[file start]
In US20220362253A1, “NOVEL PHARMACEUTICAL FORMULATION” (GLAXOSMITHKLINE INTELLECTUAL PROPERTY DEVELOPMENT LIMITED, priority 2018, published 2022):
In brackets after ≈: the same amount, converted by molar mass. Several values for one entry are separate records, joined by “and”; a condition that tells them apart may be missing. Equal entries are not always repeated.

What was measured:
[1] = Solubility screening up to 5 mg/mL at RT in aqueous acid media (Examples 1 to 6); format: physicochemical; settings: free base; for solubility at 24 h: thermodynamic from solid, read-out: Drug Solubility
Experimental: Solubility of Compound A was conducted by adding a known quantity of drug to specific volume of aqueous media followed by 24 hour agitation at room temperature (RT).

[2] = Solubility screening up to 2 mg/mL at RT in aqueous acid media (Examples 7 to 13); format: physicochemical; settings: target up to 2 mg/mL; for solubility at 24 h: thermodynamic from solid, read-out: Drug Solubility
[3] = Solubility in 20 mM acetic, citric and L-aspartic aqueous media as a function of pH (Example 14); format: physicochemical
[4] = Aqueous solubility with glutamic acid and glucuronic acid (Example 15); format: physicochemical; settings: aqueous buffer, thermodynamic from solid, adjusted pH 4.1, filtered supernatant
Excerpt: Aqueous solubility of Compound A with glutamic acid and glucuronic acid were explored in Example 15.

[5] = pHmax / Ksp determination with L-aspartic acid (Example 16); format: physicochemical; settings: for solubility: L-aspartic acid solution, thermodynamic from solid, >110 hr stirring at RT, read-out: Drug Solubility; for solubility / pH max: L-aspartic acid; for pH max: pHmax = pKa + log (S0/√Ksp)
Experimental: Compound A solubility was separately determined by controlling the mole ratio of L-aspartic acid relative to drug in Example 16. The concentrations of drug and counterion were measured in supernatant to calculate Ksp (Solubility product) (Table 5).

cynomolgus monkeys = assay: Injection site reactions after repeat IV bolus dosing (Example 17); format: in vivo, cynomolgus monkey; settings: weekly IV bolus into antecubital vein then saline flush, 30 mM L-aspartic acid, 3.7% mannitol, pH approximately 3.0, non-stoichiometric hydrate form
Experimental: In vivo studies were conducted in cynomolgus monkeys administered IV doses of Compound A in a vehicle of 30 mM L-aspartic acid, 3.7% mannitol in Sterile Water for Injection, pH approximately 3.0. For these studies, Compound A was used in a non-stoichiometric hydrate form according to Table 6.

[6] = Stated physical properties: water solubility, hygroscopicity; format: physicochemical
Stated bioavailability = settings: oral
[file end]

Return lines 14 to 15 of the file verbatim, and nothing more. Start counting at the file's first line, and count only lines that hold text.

[6] = Stated physical properties: water solubility, hygroscopicity; format: physicochemical
Stated bioavailability = settings: oral